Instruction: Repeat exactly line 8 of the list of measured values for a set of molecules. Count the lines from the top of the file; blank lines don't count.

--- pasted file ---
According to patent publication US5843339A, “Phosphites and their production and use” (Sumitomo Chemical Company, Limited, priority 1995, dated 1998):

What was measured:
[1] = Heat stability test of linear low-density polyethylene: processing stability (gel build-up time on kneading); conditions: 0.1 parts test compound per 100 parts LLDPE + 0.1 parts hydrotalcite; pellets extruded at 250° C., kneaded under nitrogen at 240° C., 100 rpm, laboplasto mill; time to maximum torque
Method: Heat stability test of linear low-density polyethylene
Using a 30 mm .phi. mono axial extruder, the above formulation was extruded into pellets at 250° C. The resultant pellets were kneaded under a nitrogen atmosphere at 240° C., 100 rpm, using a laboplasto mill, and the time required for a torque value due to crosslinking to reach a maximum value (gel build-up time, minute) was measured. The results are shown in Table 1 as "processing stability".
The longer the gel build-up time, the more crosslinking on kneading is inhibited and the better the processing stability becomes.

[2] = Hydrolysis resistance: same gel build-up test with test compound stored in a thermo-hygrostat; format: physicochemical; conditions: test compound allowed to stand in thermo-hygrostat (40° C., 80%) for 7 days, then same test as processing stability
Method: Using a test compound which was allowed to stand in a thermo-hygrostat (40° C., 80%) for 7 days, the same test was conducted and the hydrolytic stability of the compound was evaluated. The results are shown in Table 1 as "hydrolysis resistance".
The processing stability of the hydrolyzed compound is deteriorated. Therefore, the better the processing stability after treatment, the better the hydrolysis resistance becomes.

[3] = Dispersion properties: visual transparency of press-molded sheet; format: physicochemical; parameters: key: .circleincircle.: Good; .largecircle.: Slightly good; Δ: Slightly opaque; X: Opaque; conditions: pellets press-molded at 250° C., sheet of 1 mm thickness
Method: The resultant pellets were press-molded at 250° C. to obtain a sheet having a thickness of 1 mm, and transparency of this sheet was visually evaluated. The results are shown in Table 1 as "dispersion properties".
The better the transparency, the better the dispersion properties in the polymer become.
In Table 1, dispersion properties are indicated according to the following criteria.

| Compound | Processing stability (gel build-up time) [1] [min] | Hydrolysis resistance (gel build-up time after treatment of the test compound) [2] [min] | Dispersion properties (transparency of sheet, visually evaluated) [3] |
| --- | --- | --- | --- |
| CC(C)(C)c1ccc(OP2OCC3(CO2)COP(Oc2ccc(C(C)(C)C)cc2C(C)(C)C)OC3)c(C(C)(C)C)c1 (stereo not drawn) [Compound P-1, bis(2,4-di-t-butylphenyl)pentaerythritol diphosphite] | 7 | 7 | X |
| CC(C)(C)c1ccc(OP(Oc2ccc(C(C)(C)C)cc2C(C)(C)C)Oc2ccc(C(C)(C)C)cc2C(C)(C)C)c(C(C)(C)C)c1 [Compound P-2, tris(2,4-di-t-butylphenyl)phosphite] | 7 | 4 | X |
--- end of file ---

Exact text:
Method: Using a test compound which was allowed to stand in a thermo-hygrostat (40° C., 80%) for 7 days, the same test was conducted and the hydrolytic stability of the compound was evaluated. The results are shown in Table 1 as "hydrolysis resistance".